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Tuesday, February 26, 2013

Sam Kaplan: The Problem Solver

Sam Kaplan raises the bar in the realm of studio still-life photography. The innovative professional displays a style that’s exacting and meticulous, yet never dull or sterile.


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The challenge for a product photographer like Sam Kaplan is to create an engaging image from objects that are seen almost every single day. It's a disciplined craft that requires a mastery of tonality, form and texture, as well as knowledge of lighting techniques to transform seemingly boring objects into works of art. Kaplan studied sculpture, as well, and a mastery of composition shows in his meticulous, almost three-dimensional images that burst with energy despite an absolutely minimal color palette.


Product, still-life and food photography aren't for those with short attention spans. The beauty and the devil are in the details. Meticulous positioning of every element within the frame, problem-solving on and off the set, and creative use of light is a must to avoid a potentially sterile, or in the case of food, an unappealing photographic result. New York-based Sam Kaplan uses this focused approach to yield consistently exciting imagery, not the easiest thing to do with subject matter ranging from an ice-cream cone to a piece of gum. The work he produces and his approach to his profession serve as an example of art and commerce at its finest.

Kaplan understood early on that a successful career isn't just about taking a great photo; it's about marketing. A look at his website and other promotional material clearly defines where he's coming from as a photographer.

DPP: Creative problem-solving and conceptual thinking are a big part of your work. How do you take a potentially banal subject and make it interesting?

Sam Kaplan: I try and take away as much from the picture as possible until I get to its essence. I think when you start adding a lot of elements to the picture, you're often detracting from whatever the picture is trying to say. It's a reductive process. I want to get to the root of the problem. For example, I photographed a black sea bass for a New York Times Magazine assignment to illustrate a recipe. The fish itself was so graphic, the image didn't need to be garnished with extraneous objects.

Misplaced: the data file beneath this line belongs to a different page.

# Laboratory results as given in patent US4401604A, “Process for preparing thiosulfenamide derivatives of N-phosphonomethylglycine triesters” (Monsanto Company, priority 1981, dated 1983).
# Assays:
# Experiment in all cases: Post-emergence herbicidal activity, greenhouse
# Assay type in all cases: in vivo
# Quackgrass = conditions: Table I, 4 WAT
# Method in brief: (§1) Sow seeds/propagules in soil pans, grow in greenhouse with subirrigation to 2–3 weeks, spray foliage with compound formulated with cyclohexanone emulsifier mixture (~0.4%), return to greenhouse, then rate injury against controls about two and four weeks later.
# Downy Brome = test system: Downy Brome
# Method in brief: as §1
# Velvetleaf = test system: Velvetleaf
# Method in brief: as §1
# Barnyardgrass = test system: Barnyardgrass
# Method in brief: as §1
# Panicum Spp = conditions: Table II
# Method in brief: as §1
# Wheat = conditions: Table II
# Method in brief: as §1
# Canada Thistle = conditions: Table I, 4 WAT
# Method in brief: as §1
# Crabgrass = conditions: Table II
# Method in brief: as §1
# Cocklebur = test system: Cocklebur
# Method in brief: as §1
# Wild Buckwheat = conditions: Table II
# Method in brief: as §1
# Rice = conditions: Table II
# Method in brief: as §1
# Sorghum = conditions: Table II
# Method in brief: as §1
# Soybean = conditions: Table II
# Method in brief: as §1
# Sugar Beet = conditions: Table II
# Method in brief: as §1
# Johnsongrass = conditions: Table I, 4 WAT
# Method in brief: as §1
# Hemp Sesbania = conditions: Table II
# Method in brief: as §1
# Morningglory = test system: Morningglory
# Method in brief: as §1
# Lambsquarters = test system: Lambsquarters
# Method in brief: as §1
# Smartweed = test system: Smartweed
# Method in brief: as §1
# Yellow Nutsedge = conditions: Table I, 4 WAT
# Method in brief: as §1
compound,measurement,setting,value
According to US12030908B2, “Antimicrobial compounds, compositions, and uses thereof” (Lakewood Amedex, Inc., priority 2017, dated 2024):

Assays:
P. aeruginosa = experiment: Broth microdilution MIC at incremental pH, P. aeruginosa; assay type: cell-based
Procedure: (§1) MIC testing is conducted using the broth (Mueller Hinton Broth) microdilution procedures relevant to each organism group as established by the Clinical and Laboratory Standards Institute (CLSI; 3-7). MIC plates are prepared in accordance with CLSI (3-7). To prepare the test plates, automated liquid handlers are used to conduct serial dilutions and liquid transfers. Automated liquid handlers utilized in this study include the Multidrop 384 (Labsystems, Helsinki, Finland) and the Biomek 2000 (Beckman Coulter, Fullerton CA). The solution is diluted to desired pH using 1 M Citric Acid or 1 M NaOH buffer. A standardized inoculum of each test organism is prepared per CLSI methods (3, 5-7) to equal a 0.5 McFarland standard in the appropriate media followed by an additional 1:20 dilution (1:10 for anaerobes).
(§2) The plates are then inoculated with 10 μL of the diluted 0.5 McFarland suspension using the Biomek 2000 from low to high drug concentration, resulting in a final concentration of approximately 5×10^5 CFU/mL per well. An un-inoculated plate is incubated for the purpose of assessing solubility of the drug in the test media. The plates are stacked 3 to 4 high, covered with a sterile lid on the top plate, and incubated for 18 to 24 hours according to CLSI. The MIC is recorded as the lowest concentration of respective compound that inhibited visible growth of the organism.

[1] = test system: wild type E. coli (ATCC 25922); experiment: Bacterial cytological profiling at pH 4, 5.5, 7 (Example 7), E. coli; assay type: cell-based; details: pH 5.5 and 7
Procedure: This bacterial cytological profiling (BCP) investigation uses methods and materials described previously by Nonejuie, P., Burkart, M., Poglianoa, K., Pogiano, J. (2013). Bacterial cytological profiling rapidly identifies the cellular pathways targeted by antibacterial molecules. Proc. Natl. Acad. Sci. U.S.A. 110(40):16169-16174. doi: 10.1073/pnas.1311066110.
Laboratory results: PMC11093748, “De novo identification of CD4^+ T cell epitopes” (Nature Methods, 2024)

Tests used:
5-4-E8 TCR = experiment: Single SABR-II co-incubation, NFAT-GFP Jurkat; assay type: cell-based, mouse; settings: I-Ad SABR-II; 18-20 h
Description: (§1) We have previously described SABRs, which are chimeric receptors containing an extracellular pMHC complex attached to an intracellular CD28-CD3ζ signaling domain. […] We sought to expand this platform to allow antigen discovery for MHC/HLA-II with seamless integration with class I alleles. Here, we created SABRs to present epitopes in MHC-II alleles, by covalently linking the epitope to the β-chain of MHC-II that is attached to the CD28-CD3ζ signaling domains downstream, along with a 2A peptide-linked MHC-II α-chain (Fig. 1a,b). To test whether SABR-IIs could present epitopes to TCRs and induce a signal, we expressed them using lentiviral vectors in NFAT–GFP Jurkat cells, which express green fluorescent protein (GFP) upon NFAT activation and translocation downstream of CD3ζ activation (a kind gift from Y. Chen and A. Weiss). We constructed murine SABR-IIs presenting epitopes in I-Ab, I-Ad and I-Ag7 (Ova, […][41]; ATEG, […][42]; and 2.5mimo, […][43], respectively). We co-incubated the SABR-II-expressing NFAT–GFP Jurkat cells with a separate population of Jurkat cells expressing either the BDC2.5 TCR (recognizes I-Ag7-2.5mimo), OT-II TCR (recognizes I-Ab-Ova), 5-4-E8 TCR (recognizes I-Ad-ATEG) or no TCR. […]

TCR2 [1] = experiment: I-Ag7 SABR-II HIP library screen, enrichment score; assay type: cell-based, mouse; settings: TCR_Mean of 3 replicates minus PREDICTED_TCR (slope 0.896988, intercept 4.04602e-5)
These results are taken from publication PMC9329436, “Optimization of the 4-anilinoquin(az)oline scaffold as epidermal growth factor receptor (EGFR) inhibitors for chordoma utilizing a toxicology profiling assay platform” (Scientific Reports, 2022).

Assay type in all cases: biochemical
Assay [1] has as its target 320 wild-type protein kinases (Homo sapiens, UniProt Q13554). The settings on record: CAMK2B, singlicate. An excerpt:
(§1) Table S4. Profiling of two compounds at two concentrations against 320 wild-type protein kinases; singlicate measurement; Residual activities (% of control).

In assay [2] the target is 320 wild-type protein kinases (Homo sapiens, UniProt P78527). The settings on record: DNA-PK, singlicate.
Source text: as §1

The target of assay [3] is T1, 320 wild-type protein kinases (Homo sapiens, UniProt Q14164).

DPP: That image is the opener of the FEED category on your website. Your conceptual approach extends to your marketing tools.

Kaplan: New York is a very saturated photography market to break into, so it's important to differentiate yourself somehow, not only with your photographs, but also with your marketing. I really try to think out ideas that will be effective. I want people to hire me for the more conceptual work. I want to develop things that are simple and well thought out and seem intelligent.

DPP: Where did this come from in you?

Kaplan: I went to Wesleyan University and had a double major in Studio Arts and Art History. I studied both traditional photography and conceptual sculpture. The sculpture classes have helped inform my work. It really wasn't like chiseling a marble block. The first assignment was somewhat like that, but then we quickly moved into more conceptual work. We would be presented a problem: "You have a 10-foot piece of wood and you can use the wood shop, but that's it. No additional material. You have to make something interesting that will react to a space." We analyzed the work of minimalist artists such as Carl Andre and Sol LeWitt. LeWitt would come up with a formula—a permutation or pattern—and fill it out to the end. My favorite sort of pictures to do have an organizing principle, a beginning and an end that makes sense in the frame. That excites me for whatever reason. The CONSUMABLES section on my website, I think, is a good example of that approach. I wanted to make a series of images that could live together by having a theme run through them.

 

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